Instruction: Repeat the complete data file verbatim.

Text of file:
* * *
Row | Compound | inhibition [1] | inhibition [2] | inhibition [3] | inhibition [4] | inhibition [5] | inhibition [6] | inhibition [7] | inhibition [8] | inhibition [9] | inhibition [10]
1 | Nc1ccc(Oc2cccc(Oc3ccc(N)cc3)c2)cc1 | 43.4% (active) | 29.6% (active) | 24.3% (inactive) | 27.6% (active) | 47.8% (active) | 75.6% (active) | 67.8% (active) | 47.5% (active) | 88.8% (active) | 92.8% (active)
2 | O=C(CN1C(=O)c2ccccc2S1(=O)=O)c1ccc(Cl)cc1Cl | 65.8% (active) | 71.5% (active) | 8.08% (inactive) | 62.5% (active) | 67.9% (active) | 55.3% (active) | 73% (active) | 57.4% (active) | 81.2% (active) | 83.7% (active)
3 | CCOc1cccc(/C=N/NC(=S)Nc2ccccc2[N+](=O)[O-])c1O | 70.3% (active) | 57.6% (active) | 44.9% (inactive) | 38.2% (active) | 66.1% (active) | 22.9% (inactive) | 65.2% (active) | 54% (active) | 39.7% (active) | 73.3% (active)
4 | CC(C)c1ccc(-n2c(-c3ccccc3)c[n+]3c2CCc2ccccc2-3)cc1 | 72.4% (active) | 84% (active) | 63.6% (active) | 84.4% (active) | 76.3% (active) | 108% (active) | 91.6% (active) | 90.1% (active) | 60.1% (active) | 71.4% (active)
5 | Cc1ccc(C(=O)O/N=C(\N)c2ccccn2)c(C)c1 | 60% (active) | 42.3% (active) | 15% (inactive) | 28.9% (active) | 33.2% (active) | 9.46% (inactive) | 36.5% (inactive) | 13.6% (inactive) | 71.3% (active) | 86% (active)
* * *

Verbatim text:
Row | Compound | inhibition [1] | inhibition [2] | inhibition [3] | inhibition [4] | inhibition [5] | inhibition [6] | inhibition [7] | inhibition [8] | inhibition [9] | inhibition [10]
1 | Nc1ccc(Oc2cccc(Oc3ccc(N)cc3)c2)cc1 | 43.4% (active) | 29.6% (active) | 24.3% (inactive) | 27.6% (active) | 47.8% (active) | 75.6% (active) | 67.8% (active) | 47.5% (active) | 88.8% (active) | 92.8% (active)
2 | O=C(CN1C(=O)c2ccccc2S1(=O)=O)c1ccc(Cl)cc1Cl | 65.8% (active) | 71.5% (active) | 8.08% (inactive) | 62.5% (active) | 67.9% (active) | 55.3% (active) | 73% (active) | 57.4% (active) | 81.2% (active) | 83.7% (active)
3 | CCOc1cccc(/C=N/NC(=S)Nc2ccccc2[N+](=O)[O-])c1O | 70.3% (active) | 57.6% (active) | 44.9% (inactive) | 38.2% (active) | 66.1% (active) | 22.9% (inactive) | 65.2% (active) | 54% (active) | 39.7% (active) | 73.3% (active)
4 | CC(C)c1ccc(-n2c(-c3ccccc3)c[n+]3c2CCc2ccccc2-3)cc1 | 72.4% (active) | 84% (active) | 63.6% (active) | 84.4% (active) | 76.3% (active) | 108% (active) | 91.6% (active) | 90.1% (active) | 60.1% (active) | 71.4% (active)
5 | Cc1ccc(C(=O)O/N=C(\N)c2ccccn2)c(C)c1 | 60% (active) | 42.3% (active) | 15% (inactive) | 28.9% (active) | 33.2% (active) | 9.46% (inactive) | 36.5% (inactive) | 13.6% (inactive) | 71.3% (active) | 86% (active)